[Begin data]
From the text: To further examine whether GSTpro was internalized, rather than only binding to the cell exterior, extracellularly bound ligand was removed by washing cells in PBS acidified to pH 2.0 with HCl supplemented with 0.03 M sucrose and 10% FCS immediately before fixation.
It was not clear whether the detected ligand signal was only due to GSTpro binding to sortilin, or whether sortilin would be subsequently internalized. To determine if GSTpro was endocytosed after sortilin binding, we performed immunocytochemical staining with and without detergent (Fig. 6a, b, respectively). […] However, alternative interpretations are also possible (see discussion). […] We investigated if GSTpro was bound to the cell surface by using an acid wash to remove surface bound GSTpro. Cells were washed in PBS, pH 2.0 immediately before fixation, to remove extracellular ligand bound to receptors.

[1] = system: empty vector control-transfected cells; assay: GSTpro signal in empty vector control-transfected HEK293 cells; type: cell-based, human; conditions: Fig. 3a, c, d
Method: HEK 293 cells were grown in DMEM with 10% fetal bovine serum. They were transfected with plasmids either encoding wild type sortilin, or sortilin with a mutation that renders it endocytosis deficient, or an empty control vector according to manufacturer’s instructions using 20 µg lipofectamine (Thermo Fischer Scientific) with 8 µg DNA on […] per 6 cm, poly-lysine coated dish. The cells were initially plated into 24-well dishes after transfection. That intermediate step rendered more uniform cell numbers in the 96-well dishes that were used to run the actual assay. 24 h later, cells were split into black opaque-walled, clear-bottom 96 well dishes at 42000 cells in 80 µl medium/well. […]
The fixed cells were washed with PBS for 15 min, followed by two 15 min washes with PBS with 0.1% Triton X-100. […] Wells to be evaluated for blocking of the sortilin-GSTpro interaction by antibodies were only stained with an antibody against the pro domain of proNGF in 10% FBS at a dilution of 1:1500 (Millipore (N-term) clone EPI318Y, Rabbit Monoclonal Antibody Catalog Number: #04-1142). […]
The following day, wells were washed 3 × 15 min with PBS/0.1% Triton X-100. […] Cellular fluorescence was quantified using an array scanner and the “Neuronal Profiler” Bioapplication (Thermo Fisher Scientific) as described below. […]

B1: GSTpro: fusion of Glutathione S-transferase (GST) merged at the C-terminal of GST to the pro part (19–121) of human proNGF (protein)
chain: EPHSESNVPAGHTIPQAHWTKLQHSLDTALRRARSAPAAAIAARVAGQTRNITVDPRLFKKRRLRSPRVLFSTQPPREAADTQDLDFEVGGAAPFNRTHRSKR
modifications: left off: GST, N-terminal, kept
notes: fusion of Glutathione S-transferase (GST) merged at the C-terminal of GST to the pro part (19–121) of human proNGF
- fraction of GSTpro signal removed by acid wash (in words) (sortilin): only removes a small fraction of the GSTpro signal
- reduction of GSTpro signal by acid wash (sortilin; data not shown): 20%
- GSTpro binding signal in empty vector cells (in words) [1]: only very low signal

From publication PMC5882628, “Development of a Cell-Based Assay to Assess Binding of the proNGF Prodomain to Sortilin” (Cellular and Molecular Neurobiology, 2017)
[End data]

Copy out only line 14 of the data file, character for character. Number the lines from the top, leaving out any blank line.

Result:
From publication PMC5882628, “Development of a Cell-Based Assay to Assess Binding of the proNGF Prodomain to Sortilin” (Cellular and Molecular Neurobiology, 2017)